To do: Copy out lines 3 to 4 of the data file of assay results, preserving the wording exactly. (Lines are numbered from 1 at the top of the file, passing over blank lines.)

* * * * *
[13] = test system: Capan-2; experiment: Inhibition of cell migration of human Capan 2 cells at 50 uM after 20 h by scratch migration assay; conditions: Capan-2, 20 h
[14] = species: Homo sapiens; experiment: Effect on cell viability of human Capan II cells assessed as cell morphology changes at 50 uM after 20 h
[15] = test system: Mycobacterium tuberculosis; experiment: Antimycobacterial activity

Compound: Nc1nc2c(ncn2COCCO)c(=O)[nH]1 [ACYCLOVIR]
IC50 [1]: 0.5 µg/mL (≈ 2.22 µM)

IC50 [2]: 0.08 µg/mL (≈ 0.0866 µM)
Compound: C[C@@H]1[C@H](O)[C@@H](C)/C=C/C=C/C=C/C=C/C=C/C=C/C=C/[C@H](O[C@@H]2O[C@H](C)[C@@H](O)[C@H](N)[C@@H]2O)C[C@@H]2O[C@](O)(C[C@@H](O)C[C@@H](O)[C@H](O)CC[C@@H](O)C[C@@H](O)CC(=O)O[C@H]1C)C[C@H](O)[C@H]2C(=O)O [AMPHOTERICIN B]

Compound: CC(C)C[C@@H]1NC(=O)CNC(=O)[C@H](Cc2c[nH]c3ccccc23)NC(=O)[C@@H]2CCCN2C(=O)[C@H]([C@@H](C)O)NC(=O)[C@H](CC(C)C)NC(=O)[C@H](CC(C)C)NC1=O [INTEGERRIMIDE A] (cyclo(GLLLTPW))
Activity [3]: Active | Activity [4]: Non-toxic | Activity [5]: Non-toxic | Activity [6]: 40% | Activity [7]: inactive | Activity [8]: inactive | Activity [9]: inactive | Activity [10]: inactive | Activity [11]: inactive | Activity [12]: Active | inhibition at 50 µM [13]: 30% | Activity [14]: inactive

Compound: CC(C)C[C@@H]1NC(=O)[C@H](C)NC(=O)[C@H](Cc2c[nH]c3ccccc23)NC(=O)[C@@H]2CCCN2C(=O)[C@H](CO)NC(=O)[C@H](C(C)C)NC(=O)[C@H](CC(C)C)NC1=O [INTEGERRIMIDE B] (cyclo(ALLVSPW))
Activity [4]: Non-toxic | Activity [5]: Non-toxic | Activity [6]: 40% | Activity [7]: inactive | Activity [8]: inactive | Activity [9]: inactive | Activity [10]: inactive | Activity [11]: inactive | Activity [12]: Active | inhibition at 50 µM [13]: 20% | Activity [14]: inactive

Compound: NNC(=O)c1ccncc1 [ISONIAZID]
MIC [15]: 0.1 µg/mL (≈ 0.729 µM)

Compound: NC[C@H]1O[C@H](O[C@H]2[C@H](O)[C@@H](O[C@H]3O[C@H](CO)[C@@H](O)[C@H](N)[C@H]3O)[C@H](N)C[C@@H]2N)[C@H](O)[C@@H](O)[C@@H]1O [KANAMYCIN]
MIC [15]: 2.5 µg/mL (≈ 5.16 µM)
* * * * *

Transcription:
[15] = test system: Mycobacterium tuberculosis; experiment: Antimycobacterial activity

Compound: Nc1nc2c(ncn2COCCO)c(=O)[nH]1 [ACYCLOVIR]